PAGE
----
Poet, editor, translator, journalist, and teacher Austin Bragdon was born in the largely french-speaking rural expanse of northern Maine. He currently lives in Ypsilanti Michigan, and is a current creative writing graduate student at Eastern Michigan University, where he teaches undergraduate writing courses and serves as editor-in-chief of BathHouse Journal. His work has appeared in The Open Field and elsewhere.
Here is the thought-provoking text Austin wrote for Sarah’s recent visit to campus.
Welcome everyone to the first of three events featuring Sarah Schulman. Tonight we are here to listen to Sarah Schulman read from and talk about her 2016 book, Conflict is not abuse: Overstating Harm, Community Responsibility, and the Duty of Repair. Sarah is a distinguished professor at the College of Staten Island. She is a novelist, playwright, screenwriter, nonfiction writer, AIDS historian, journalist, and active participant citizen.
Conflict is not Abuse, forces us to ask questions about the violence and conflict we see in the world around us. It forces us to wonder why institutions have so frequently become the arbiters of our personal relationships, and how our failures to successfully navigate conflict within our personal lives bleed into the larger social landscape. Rooting her perspective in queer and feminist analyses of power, Schulman explores how the dynamics of conflict in the personal sphere replicate power dynamics in the larger social landscape. As a writer, this perspective, placed outside what pop-culture might view as the normalizing structure of the family, allows her to write the characters she does, with different identity markers, all while being open to and accepting of the mistakes she makes while creating those characters. As humans who may or may not be writers, this kind of openness allows us the vulnerability required to navigate conflicts which we may otherwise dismiss reflexively.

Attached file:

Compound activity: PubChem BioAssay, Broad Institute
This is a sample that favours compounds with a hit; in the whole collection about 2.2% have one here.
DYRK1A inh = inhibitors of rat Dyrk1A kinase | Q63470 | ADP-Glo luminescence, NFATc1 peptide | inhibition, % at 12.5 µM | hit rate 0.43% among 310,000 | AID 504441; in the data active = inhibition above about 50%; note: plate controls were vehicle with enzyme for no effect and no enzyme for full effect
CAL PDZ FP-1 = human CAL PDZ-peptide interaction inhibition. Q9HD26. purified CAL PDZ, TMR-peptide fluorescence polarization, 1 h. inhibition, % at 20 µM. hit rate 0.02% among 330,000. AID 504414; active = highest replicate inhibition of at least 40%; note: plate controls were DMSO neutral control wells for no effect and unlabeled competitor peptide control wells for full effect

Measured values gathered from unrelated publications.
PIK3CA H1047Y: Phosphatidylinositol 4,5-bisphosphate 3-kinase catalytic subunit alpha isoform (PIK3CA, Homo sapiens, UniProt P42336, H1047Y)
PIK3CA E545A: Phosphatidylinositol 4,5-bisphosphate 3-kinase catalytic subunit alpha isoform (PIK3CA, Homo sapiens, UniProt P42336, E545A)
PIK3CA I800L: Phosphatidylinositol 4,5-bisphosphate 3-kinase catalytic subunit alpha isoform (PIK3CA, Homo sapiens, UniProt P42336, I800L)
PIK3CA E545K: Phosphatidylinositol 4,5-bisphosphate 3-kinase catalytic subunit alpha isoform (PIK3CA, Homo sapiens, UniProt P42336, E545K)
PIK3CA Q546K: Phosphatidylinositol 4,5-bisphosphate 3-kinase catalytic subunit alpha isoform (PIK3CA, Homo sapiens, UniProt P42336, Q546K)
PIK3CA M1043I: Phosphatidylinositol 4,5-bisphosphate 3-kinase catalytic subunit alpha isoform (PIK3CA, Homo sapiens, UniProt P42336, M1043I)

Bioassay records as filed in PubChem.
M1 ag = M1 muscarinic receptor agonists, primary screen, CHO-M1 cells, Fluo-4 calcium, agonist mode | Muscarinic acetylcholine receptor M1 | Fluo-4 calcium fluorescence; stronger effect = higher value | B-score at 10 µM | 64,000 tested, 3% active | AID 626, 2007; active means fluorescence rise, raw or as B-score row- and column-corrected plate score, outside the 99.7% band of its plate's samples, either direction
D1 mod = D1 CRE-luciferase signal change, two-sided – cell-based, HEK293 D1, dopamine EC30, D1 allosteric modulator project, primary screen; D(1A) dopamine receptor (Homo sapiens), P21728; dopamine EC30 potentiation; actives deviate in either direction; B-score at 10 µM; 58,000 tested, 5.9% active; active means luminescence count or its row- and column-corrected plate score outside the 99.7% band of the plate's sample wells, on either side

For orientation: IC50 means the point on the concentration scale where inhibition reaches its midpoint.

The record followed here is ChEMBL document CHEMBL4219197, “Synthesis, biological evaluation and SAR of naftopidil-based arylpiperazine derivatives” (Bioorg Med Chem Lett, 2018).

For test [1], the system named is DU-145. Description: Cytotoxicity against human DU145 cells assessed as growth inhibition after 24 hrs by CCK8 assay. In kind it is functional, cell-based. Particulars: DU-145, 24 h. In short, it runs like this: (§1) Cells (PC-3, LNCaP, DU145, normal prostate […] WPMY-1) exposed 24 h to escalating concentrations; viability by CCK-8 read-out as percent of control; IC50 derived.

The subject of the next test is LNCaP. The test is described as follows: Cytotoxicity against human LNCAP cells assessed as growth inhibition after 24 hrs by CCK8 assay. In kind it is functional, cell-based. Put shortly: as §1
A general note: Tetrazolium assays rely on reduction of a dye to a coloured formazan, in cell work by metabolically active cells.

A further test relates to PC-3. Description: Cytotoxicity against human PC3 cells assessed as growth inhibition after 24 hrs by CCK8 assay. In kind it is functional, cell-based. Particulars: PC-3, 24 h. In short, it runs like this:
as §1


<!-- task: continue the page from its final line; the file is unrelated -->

Who, for example, hasn’t known a stalker? Or at least, someone your friend calls a stalker. Clearly, your friend believes, the only answer is to shun and condemn the stalker, potentially to report them to the authorities, to allow the state to arbitrate any conflict involved. Schulman suggests that this reflexive use of the word “stalker” to address what may be a nuanced conflict would be reductive to those who have experienced genuine violence and abuse at the hands of real stalkers. Instead, in order to make a real judgement, assessment, and potential resolution of this kind of conflict, you must risk the most frightening social dividend — honesty. She also explores how our understanding of honesty itself might be flawed, showing how our distorted thinking might lead us to think we are being honest, when really we are being honest about the wrong thing at the wrong time.
Navigating the kinds of conflict which might have led to the original confrontation, which may or may not be justified, requires vulnerability, and honest, genuine communication — the willingness to admit fault, to learn, to transform, and to understand. It may well be that the impetus to reach for the word “stalker” so reflexively, stems from an inability to correctly assess threat, an inability that can lead to the failure of a relationship.
In Conflict is not Abuse, Schulman explores this inability to assess threat at all levels of society, from our interpersonal relationships, to the governmental lack of ability to assess threat which lead the Canadian Government to require those living with HIV to report their status to the government, to invoke fear in their citizens and establish punitive measures for those living with HIV, rather than encourage more open communication between people, as Schulman writes “imposing itself as a substitute for learning how to problem solve.”
Schulman writes that “this is not a book to be agreed with.” It’s not composed of hard evidence, and it is not a list of facts. Instead it is designed to be engaged with, to provoke discussion, and to get a bit closer to understanding human behavior, so we can learn, both as writers and as people, to listen more closely to the stories of those around us. As Schulman writes, “it is the cumulative juxtaposition that reveals the story.”
On a more personal note, I found the process of writing this introduction difficult — the personal revelations this book provokes has made me rethink past and current conflicts with my partner, my friends, my students, my parents — the book often feels like years of therapy packed into a smaller, and frankly, much cheaper module, and it’s brought out a lot of guilt and curiosity, and optimism, much of which I’m still working through — I even found myself concerned for the person who flipped me off in traffic yesterday. It is my sincere hope that it can bring you towards the same kind of emotional labor it’s inspired in me. With that in mind, please join me in welcoming Sarah Schulman to the stage.
To purchase Sarah Schulman’s Conflict is not Abuse, visit the publisher, Arsenal Pulp Press. To read more of Austin’s work, click here.